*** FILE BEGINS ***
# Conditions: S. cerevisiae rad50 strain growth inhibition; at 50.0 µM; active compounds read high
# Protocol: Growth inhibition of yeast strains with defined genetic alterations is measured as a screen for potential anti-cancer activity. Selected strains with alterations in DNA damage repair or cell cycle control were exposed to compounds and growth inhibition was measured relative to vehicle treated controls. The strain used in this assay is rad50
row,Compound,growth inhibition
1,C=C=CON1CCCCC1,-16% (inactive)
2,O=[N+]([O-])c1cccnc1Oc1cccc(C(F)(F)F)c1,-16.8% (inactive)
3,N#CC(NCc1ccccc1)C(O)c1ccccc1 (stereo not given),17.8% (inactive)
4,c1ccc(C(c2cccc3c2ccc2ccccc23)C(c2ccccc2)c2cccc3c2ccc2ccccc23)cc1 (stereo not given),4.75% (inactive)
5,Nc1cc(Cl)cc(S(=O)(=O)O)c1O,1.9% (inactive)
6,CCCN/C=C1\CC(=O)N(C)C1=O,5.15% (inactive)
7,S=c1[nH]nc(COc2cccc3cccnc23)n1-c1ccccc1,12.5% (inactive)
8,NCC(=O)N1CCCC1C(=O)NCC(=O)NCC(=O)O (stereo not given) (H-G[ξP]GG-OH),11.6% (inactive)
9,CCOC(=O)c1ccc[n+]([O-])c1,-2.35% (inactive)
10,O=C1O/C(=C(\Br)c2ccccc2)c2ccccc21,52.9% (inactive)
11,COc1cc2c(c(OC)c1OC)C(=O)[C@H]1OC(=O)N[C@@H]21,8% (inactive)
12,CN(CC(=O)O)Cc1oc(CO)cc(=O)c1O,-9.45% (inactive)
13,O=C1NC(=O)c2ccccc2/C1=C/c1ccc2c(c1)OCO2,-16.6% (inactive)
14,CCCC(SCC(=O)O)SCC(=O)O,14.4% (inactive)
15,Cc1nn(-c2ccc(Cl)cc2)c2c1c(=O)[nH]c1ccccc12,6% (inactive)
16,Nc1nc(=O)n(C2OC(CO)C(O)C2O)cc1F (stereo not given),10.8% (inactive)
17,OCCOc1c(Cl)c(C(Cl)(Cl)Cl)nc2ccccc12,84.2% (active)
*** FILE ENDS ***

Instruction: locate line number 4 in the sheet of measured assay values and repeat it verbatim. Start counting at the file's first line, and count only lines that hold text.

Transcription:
1,C=C=CON1CCCCC1,-16% (inactive)